With today being election day, a lot of people will be spilling a lot of virtual ink on what comes next. The campaigns are over. The last of us will vote today and then all that’s left is the counting. In theory, we’ll know the outcome tomorrow, though with all the absentee ballots cast this year, it may take a few days longer.
Regardless, people now start talking about what comes after.
For some, a Biden victory is a foregone conclusion. For others, it’s not.
Yet for some journalists, it’s easy to delude themselves into thinking Biden represents unity for this country, especially on so-called wedge issues like guns.
As the 1970s drew to a close, the Republican Party confronted an existential crisis. Stagnating wages, declining jobs and increasing inequality meant that Americans would soon flee the GOP – seen by many as the party of big business and corporations – for the Democrats, long viewed as champions of the working class.
If not for the politicization of religion (in 1979) and guns (in 1977), the Republican Party might have faded into irrelevance by the mid-1980s.
But in 1980, the newly ascendant “religious right” mobilized millions of previously apolitical evangelicals, who propelled Ronald Reagan to the White House. Like its newest supporters, the Republican Party was reborn
Should Joe Biden win the 2020 election, he must direct a laser-like focus to take on America’s wedge issues. If he fails to do so, the extreme political polarization afflicting the United States will only deepen and remain a potent political undercurrent.
Worst of all, should the rhetoric around racial identity become increasingly bitter, ideological violence may surge to ever-higher levels.
Biden’s task would not be easy. Deeply entrenched beliefs make any dispassionate conversation on abortion and guns nearly impossible. But a President Biden could start by highlighting just how far the debate around these issues has shifted.
Now, keep in mind that this is the same Joe Biden who is calling for taxing lawful gun owners to the tune of $200 per so-called “assault rifle” and an additional $200 per “high-capacity” magazine, of which there are probably millions in circulation. He’s called for the banning of the most popular model of firearm in the nation. He’s called for universal background checks that will only hurt law-abiding citizens.
All of that and someone still thinks he can somehow unite us on issues like this?
Joe Biden isn’t a uniter. He’s a part of the political machine that has divided this nation for decades. With almost five decades in national politics, he’s had ample opportunity to unite people.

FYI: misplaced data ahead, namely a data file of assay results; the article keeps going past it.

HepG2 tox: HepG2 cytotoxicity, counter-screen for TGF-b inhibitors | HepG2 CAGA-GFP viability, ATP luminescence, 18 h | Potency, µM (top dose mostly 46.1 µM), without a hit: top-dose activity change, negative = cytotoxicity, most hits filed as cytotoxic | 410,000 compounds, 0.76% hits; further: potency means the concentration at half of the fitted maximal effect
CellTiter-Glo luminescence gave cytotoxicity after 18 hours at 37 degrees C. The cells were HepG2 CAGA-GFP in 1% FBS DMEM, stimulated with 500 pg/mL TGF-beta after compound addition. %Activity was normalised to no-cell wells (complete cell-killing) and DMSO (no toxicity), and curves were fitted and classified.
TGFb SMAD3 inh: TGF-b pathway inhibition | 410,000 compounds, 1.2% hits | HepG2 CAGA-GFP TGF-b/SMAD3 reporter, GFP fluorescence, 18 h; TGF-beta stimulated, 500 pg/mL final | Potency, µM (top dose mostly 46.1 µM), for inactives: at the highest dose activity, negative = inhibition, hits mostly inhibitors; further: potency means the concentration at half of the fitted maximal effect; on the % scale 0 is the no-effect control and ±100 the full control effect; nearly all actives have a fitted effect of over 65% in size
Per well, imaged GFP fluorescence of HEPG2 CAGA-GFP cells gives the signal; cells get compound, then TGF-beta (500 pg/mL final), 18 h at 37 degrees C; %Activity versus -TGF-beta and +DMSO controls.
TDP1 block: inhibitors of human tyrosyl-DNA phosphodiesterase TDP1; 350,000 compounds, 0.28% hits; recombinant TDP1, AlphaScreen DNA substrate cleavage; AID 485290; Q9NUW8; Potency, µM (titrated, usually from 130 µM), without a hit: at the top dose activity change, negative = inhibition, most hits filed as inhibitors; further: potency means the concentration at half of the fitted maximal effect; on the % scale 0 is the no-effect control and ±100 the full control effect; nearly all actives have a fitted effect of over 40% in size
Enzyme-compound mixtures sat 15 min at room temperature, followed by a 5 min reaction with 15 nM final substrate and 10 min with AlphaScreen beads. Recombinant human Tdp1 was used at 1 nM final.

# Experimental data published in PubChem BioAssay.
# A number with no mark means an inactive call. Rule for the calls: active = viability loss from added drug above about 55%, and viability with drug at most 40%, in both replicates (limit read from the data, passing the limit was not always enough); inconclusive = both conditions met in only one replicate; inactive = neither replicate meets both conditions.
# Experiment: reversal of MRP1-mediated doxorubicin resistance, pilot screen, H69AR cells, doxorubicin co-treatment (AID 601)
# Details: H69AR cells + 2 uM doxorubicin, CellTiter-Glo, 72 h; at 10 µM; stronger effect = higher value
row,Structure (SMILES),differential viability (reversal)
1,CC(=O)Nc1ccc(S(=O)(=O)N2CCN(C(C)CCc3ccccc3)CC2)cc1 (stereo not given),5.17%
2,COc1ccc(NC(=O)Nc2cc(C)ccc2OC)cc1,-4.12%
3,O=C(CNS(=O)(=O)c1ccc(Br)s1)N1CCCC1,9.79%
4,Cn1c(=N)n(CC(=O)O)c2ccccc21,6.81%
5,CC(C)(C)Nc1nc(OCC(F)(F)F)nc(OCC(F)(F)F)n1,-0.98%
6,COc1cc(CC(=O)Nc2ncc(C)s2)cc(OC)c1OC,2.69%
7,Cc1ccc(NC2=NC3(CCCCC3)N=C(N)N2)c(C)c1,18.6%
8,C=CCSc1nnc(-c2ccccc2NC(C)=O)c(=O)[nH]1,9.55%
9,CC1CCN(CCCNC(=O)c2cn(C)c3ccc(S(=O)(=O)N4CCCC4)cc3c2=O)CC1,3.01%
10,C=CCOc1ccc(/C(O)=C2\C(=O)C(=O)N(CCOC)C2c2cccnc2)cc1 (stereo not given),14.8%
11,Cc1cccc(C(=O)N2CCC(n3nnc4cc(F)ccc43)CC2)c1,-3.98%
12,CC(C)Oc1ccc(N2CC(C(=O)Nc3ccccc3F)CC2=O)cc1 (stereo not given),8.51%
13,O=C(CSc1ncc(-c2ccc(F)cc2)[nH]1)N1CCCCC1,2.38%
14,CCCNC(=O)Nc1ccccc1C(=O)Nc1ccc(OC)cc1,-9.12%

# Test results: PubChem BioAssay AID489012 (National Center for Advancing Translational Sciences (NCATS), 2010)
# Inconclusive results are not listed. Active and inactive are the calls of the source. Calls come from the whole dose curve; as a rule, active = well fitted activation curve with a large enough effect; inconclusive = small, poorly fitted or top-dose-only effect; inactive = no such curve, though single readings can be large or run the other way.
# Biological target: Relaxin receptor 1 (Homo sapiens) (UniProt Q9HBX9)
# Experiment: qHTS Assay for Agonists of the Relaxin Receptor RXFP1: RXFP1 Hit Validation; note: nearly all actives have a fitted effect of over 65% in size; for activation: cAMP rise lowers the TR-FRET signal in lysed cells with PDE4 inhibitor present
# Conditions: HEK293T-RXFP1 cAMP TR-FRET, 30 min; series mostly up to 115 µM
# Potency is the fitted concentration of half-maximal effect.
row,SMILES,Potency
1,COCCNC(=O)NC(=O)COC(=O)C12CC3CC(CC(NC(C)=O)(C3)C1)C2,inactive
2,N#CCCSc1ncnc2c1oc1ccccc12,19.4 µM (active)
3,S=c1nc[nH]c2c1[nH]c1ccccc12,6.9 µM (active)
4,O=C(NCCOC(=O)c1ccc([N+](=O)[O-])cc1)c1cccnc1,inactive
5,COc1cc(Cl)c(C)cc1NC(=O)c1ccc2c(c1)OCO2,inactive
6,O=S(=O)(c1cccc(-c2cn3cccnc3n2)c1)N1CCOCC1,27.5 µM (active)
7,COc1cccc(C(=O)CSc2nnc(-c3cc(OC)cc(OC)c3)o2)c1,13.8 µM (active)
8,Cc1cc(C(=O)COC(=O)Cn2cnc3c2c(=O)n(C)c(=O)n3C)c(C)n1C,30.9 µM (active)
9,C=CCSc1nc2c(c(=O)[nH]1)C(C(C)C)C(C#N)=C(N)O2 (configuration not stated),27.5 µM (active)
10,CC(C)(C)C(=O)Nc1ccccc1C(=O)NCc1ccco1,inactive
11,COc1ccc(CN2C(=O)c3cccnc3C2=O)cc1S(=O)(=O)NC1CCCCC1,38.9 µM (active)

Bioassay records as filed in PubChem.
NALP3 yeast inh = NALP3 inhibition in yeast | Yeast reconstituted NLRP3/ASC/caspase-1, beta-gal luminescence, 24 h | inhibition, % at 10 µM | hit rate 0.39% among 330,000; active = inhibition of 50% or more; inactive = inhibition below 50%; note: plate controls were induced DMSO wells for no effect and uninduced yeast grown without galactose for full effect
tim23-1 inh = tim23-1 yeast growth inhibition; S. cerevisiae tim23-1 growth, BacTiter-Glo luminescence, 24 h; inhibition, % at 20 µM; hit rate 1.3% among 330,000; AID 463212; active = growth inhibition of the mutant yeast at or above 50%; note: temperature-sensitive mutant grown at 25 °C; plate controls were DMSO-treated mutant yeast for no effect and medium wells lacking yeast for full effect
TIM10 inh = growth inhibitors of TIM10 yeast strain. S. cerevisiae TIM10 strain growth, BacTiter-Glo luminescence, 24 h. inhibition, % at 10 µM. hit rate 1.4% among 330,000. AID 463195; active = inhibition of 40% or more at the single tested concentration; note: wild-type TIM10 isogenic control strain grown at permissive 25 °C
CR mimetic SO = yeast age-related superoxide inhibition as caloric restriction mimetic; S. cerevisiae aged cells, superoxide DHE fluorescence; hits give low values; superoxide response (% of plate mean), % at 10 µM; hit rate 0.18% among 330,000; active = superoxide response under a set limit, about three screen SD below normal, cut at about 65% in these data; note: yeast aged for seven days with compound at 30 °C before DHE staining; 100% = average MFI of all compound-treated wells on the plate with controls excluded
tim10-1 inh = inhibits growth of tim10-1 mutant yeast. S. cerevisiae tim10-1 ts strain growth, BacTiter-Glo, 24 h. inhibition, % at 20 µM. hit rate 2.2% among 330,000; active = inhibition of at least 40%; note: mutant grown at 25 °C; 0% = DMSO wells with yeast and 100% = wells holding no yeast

He never has.
Instead, he’s campaigned on wedge issues, taking more and more radical positions on things like guns. He campaigned in the primary extensively on gun control. Since then, he’s made it clear the only candidate with a more radical anti-gun agenda would be his point man on the issue. He’s remained fairly quiet on guns in the general election, of course, but over the weekend, he reiterated his support for gun control.
In all of that, just how does anyone think it’s even possible that he can highlight how the debate has shifted on those issues without highlighting his own role in that?
The Hill goes on to talk about shifts at the NRA and their view of guns.
Like abortion, guns did not evoke particularly deep passions initially; for over a century, the National Rifle Association was strictly nonpartisan, focusing on gun safety, hunting and sport shooting. But the 1977 revolt, which overthrew the NRA’s leadership, ushered in the partisan, politicized organization Americans are familiar with today.
The NRA’s extreme shift fundamentally altered the debate around guns. For 200 years, firearm ownership in America was almost universally interpreted as a collective right (in the context of “militias”). That all changed in the 1970s, as law journals increasingly referred to a new, individual right to bear arms.
Moreover, the NRA largely ignored the Second Amendment for most of its history — utterly unthinkable today. It may also come as a shock that the NRA supported and helped craft gun control legislation before its radical transformation in the late 1970s.
First, the idea of whether firearm ownership was a collective or individual right was largely academic. Americans had the right to own any firearm available. Once upon a time, you could buy a Thompson sub-machinegun and have it shipped directly to your house. Whether it was an individual right or simply applied to the states doesn’t matter when it has absolutely no bearing on whether you can buy a gun or not.
The rise of gun control in the 20th Century–quite distinct from the earlier rise in the 19th Century which were exclusively the domain of racists trying to disarm black men and women–came at a time when rights weren’t really a thing in a lot of people’s minds. I mean, let’s remember that this was also around the time when people decided to ban alcohol on a national level.
In the 1970s, though, a stronger push for gun control. People wanted to ban handguns. That was too far for many and they started standing up to that. That included the membership of the NRA, which decided that the organization’s time of backing gun control was over.
Yet this so-called analysis forgets that it was the push for more restrictive gun control measures that triggered this.
Then again, they forget that Joe Biden was a member of Congress for much of that time, a man in a position to potentially diffuse the tensions. Instead, he jumped on the gun control train and worked to take the helm. Now he has it.
No, he won’t be part of anyone trying to resolve the issues. He’s been the wedge for decades. There’s no reason to believe that’ll change if he wins.